What is your promotional strategy for these books going to be?
Online marketing is what we specialise in. Promotions will be targeted towards those who are searching for the books or have liked them. We are also considering offline events right now.

Can authors/copyright holders expect to be compensated adequately for the audio versions of their books released by Storytel?
We believe that we are the most considerate partner for publishers and writers. In fact, some of our authors have chosen to write a series for us instead of writing for television. All of our authors want to work with us again, and some of them are already writing their third series with us. It’s the same with our narrators.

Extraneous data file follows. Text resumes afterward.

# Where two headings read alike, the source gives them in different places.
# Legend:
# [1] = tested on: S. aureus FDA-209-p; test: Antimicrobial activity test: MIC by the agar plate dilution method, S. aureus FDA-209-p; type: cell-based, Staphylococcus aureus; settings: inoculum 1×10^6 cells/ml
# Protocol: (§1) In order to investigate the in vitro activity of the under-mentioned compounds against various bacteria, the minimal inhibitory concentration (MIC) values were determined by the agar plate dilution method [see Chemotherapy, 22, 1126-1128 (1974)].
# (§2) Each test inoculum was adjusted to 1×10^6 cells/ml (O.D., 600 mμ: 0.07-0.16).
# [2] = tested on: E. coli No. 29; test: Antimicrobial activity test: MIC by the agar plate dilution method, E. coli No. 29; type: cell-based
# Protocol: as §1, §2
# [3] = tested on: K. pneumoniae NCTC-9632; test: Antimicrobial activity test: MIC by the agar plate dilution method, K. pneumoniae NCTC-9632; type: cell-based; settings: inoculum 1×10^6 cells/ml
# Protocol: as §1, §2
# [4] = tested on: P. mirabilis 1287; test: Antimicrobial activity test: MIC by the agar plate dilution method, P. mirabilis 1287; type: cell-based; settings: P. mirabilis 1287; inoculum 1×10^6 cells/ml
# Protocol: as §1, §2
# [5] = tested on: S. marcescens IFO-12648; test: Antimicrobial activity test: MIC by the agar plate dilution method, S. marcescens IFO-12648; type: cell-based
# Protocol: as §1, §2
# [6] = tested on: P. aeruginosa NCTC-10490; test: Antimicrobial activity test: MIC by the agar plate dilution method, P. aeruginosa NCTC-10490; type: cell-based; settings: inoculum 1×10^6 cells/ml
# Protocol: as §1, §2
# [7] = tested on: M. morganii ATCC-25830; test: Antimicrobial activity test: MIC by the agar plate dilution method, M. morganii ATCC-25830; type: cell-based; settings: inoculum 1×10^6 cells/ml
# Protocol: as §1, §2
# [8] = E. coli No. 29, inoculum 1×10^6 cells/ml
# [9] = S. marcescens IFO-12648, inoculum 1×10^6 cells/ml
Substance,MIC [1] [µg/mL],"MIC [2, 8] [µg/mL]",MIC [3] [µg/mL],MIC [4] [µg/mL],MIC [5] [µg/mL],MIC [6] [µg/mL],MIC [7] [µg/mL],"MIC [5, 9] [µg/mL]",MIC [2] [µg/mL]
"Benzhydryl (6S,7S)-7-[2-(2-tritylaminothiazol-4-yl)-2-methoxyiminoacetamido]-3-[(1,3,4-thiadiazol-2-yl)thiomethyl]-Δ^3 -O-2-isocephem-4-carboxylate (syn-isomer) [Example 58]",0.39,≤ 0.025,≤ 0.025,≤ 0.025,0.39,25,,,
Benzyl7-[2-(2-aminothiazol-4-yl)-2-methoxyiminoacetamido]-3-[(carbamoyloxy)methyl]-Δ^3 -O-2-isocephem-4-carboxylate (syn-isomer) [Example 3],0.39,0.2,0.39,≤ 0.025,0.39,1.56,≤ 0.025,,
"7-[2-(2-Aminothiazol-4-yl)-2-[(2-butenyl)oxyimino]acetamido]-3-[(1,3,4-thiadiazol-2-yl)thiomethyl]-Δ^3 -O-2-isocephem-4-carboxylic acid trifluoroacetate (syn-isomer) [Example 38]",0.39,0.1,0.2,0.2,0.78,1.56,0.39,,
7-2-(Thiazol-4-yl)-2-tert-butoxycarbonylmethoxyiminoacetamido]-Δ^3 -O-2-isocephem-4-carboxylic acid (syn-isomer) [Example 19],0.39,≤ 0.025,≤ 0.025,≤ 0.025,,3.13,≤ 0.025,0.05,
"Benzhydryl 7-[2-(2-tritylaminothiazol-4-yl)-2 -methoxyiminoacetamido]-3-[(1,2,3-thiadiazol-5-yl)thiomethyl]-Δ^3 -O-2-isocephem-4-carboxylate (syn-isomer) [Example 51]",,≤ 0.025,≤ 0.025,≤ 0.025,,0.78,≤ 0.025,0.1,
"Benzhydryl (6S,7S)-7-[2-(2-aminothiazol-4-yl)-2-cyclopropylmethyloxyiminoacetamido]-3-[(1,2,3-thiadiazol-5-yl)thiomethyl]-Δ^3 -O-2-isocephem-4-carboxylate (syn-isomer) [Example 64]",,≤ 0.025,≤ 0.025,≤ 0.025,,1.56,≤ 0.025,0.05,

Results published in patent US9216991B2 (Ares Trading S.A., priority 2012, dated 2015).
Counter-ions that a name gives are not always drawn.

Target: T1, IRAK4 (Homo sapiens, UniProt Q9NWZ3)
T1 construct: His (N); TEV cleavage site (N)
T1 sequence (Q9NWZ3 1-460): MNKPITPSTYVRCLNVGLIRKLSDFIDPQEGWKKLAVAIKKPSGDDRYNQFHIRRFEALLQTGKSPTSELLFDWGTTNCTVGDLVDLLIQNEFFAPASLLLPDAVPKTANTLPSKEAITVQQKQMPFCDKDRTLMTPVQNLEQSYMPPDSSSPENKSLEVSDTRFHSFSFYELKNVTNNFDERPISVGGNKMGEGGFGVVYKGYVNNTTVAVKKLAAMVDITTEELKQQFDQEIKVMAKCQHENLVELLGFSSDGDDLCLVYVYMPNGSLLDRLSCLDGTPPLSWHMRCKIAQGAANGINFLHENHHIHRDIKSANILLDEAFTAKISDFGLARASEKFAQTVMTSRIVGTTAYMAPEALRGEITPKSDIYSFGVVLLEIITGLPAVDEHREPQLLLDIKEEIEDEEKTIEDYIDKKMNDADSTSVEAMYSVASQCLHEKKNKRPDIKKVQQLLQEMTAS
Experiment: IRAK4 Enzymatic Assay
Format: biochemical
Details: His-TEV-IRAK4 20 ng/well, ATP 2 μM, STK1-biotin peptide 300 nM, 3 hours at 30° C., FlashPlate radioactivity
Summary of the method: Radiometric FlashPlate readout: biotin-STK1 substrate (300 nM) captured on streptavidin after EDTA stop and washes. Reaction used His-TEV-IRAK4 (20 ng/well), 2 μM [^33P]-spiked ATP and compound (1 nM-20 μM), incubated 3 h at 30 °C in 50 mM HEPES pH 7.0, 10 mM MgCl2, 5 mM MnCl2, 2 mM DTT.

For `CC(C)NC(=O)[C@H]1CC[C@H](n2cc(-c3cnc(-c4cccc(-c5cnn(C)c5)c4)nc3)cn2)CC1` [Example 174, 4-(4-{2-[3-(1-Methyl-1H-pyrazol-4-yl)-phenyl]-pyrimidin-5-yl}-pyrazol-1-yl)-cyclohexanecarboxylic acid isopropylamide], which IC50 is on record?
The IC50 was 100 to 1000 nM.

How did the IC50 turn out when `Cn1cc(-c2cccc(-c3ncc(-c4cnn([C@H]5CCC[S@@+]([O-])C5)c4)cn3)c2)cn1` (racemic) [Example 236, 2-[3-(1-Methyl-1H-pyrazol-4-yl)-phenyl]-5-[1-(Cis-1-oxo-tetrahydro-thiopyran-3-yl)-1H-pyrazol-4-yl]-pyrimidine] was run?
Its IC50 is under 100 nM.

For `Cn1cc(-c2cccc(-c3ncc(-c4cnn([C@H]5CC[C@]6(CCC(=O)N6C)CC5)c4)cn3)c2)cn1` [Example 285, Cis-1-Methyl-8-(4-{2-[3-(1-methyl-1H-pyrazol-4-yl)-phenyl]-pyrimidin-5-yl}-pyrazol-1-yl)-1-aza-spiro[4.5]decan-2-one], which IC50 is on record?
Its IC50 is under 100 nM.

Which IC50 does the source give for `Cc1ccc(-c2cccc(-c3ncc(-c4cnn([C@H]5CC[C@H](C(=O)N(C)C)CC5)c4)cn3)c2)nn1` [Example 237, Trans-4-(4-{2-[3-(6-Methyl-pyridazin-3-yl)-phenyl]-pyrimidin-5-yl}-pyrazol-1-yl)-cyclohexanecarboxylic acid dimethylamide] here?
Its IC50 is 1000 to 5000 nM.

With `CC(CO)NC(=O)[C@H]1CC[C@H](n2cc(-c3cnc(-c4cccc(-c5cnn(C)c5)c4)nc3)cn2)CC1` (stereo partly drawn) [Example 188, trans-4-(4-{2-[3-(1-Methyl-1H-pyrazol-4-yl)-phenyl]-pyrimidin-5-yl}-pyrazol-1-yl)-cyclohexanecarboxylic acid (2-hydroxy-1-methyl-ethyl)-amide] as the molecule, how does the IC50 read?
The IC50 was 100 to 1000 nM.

It has been reported that Amazon is launching Audible in India sometime next year. How do you plan to distinguish yourself from it?
I expect our significantly large and always expanding catalogue will have books that will keep our audiences engaged. Our original series will be one of our key differentiators as we are tailoring it for an audio experience, and creating series that cater to today’s listeners.

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This article was produced on behalf of Abbott by the marketing team and not by the editorial staff.